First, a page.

Semen pH

This tests alkalinity versus acidity. Normal is between 7.2 and 7.8 – slightly alkaline. Too low indicates an infection; too high indicates urine contamination or obstruction of ejaculatory ducts.

Fructose count

Fructose is sugar. Normal is close to 150 milligrams per deciliter or higher.

White blood cells

No more than 1 million cells per milliliter are considered normal.

Sperm antibodies

This is indicated by counts of how many sperms are joined together. Clumping in a consistent pattern suggest the presence of anti-sperm antibodies. Irregular clumping indicates a potential bacterial infection.

What next?

Various substances, including tobacco, caffeine, alcohol and several recreational and prescription drugs can affect sperm counts. Some herbal medications could be contributing factors, as well. All these factors should be discussed with your physician.

Additional tests

Doctors may also order additional tests to determine the cause of infertility if the first round of tests is inconclusive.  If you are interested in setting up a consultation at PRC to discuss infertility treatment, contact us today.

Premature Ovarian Failure is sometimes confused with premature menopause, but there is a basic technical difference. With premature ovarian failure, periods could be irregular, occurring just occasionally for several years. With premature menopause, ovulation stops altogether. The critical implication here is that with primary ovarian insufficiency, there is still a chance for a woman to become naturally pregnant, although the odds are certainly diminished.

It is likely, however, that some form of assisted reproductive technology could be used to help a woman become pregnant even when her ovaries are not functioning properly. One commonly used procedure is in vitro fertilization. 

Symptoms of premature ovarian failure include:

  • Irregular periods, including skipped periods
  • Difficulty conceiving
  • Night sweats
  • Hot flashes
  • Vaginal dryness
  • Difficulty concentrating
  • Lower sex drive 

When to See a Doctor 

If you miss your period for three months, it is advised to see a physician to find out why. Among other complications, this could be a sign of low estrogen levels, which can lead to bone loss.


Causes of Premature Ovarian Failure

While identifying what has caused a woman to experience premature ovarian failure is not always possible, there are some possible contributing issues you should discuss with your doctor.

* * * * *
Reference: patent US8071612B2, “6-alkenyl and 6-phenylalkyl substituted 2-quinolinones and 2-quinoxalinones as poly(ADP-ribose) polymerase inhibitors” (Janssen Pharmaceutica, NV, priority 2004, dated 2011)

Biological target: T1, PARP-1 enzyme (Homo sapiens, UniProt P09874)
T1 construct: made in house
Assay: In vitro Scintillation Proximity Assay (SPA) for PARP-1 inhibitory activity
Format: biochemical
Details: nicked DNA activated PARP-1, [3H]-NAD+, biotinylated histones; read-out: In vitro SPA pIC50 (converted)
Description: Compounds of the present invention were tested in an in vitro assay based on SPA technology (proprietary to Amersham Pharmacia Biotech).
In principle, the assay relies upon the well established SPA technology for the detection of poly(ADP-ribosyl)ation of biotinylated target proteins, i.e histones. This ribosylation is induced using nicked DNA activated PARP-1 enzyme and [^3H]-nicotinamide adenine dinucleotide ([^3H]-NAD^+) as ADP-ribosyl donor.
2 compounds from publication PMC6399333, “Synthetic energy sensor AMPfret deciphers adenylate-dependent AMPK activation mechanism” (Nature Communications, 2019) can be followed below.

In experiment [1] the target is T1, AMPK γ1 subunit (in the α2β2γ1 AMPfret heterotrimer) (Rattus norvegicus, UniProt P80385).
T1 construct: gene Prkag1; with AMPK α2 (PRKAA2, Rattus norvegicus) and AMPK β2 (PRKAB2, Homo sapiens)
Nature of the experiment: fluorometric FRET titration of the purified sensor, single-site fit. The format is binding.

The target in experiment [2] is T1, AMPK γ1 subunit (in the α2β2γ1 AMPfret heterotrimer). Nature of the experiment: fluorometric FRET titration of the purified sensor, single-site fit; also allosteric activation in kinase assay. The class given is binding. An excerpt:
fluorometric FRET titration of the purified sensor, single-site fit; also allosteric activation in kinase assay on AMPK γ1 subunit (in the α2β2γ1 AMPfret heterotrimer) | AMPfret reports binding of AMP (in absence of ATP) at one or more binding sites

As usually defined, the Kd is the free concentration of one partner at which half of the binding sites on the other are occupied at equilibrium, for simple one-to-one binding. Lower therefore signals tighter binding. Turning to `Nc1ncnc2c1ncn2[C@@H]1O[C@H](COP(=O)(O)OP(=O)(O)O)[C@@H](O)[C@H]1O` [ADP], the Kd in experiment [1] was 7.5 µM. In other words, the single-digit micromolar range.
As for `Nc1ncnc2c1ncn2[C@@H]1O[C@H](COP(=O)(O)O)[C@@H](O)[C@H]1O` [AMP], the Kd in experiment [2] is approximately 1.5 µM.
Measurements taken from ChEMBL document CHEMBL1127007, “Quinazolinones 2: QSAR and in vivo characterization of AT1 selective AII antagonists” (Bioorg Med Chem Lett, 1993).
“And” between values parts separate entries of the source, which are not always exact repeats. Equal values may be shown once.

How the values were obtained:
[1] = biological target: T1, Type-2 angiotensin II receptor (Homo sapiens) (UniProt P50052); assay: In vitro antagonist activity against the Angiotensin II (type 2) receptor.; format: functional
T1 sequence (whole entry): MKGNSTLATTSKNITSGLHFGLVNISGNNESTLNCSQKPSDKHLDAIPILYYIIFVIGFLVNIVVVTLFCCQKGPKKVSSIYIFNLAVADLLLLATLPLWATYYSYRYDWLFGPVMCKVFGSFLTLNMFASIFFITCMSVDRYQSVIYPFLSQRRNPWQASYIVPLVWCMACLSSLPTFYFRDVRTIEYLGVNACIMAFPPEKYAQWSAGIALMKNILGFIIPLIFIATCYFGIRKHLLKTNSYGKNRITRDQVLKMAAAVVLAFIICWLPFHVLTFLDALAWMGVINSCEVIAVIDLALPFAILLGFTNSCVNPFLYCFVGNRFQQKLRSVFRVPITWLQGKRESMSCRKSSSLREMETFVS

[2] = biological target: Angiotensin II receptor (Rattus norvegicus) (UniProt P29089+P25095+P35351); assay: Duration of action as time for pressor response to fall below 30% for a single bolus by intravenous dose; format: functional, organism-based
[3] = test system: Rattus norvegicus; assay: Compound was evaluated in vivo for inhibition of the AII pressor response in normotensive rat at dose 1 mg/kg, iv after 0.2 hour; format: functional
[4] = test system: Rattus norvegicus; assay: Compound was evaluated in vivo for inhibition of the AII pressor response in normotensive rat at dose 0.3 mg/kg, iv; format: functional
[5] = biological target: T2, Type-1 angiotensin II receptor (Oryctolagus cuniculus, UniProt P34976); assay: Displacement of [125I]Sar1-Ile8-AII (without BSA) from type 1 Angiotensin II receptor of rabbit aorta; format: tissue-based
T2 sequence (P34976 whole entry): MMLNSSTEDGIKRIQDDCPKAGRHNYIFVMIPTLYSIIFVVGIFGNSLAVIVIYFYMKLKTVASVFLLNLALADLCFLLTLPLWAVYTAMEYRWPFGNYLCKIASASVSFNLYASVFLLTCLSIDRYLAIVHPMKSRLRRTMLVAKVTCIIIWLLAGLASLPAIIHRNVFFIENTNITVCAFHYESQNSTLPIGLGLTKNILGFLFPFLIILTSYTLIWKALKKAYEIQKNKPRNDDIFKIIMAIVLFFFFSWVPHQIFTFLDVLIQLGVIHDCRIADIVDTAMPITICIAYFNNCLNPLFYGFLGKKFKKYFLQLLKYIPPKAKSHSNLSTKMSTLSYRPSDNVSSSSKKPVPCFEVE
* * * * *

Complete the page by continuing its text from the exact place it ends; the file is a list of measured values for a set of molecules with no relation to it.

These are:

– Turner’s syndrome, which is marked by having one normal X chromosome and one altered X chromosome

– Fragile X Syndrome, marked by having X chromosomes that break

– Chemotherapy and radiation therapy

– Other toxins, including smoking, industrial chemicals

– Various viruses

– Auto-immune disorders in which the immune system attacks ovarian tissues

Risk Factors Include:

– Age, associated with ages 35-40

– Family history of premature ovarian failure

– Previous ovarian surgeries


Several tests and a physical, including a pelvic exam, could be required to diagnose premature ovarian failure. It is recommended that you discuss your options with a physician.  Contact PRC today if you are in need of fertility treatment, we are here to help.   

Recent studies conducted by the Departments of Obstetrics and Gynecology Fertility Center, Scandinavia and University of Gothenburg, notes that “women are encouraged to receive acupuncture treatments pre and post-embryonic transfer.” According to the American Pregnancy Association, a study found that acupuncture is a very effective process for women undergoing the in vitro fertilization process to overcome infertility issues.

A key benefit of acupuncture is stress reduction. As such, acupuncture treatment a great match for women trying to get pregnant or seeking to lower their chance of a miscarriage. This is simply because high-stress levels can contribute to higher levels of both infertility and miscarriage.

In Germany, a study involved data collected from 160 participants. In the study, 42 percent of women who received acupuncture treatment became pregnant, while only 26 percent of those who did not receive acupuncture treatment got pregnant.

The reasons behind acupuncture’s success are not precisely known, but don’t let that get in your way. For decades doctors did not know the precise reasons that aspirin worked. That didn’t stop millions of people from buying the effective headache remedy. 

With acupuncture, science is still stuck with speculation. This is partly because the placement of very tiny, ultra-thin needles at specific points on the body creates only the slightest of measurable changes in physiology – often the changes are too small to measure. If you can’t measure the change, science is baffled. However, many believe that acupuncture increases blood flow and that specific needle placements can designate where that increased blood flow occurs. In the case of infertility issues, the blood flow is thought to be increased in a woman’s uterus, which helps a fertilized egg to implant itself on the uterine wall.

Acupuncture also promotes relaxation, which can have a systemic or holistic effect on someone’s well being. A woman who is relaxed will have relaxed uterine muscle tissue. This creates a healthier environment for the developing embryo.

What about male infertility?

Believe it or not, researchers have found a very beneficial use for acupuncture when it comes to male infertility. Again, this might defy your expectations of science, but, like aspirin, the results are in. The study shows, specifically, that acupuncture could be a great benefit for men whose sperm is not up for the task of impregnating an egg.